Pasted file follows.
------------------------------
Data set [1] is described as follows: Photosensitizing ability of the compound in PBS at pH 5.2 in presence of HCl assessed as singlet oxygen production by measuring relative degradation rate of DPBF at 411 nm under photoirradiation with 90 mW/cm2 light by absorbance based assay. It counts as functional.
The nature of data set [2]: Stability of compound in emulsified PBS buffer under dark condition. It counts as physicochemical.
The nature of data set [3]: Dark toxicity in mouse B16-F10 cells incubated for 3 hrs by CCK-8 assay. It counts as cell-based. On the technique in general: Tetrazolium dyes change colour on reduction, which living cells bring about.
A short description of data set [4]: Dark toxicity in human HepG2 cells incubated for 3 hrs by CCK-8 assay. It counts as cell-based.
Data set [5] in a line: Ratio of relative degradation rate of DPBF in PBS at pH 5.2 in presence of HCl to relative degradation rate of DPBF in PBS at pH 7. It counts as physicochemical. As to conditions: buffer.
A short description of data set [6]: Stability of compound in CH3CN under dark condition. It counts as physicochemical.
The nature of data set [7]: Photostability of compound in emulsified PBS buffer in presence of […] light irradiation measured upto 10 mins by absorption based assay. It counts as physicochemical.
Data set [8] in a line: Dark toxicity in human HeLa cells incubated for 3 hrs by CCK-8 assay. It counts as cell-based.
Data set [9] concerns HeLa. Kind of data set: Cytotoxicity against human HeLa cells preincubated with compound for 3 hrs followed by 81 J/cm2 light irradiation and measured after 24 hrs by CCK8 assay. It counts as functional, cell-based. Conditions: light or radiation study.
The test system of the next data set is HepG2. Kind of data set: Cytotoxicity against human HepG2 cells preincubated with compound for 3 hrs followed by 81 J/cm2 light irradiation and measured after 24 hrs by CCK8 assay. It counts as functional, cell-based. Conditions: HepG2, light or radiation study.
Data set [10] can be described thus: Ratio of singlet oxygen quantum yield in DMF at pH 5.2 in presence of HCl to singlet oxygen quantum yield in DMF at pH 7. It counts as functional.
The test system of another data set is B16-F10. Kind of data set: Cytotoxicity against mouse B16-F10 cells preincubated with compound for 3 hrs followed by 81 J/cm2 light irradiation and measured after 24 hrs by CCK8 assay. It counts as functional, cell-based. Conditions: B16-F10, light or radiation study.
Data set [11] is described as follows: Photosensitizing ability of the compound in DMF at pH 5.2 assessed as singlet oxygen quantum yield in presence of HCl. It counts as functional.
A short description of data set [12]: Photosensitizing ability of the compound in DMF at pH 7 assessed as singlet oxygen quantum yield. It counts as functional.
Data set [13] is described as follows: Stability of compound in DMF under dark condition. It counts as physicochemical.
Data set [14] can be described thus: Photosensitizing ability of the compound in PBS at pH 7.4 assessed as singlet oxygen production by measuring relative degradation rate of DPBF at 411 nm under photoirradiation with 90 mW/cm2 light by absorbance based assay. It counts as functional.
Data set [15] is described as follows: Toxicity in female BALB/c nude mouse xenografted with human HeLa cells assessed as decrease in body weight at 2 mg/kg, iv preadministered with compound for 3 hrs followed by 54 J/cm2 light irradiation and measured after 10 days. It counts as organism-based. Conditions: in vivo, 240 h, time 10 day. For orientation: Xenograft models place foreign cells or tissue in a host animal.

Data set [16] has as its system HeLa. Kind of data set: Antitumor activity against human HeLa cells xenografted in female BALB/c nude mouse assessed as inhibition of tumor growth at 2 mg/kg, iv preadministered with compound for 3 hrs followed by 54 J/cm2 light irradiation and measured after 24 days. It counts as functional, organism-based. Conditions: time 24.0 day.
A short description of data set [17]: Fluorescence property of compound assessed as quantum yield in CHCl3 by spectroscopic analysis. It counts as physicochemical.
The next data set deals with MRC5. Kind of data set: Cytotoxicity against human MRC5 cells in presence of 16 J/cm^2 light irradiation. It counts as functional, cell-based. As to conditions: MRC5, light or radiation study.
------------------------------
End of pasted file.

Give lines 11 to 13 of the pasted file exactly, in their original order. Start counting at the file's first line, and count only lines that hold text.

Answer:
Data set [10] can be described thus: Ratio of singlet oxygen quantum yield in DMF at pH 5.2 in presence of HCl to singlet oxygen quantum yield in DMF at pH 7. It counts as functional.
The test system of another data set is B16-F10. Kind of data set: Cytotoxicity against mouse B16-F10 cells preincubated with compound for 3 hrs followed by 81 J/cm2 light irradiation and measured after 24 hrs by CCK8 assay. It counts as functional, cell-based. Conditions: B16-F10, light or radiation study.
Data set [11] is described as follows: Photosensitizing ability of the compound in DMF at pH 5.2 assessed as singlet oxygen quantum yield in presence of HCl. It counts as functional.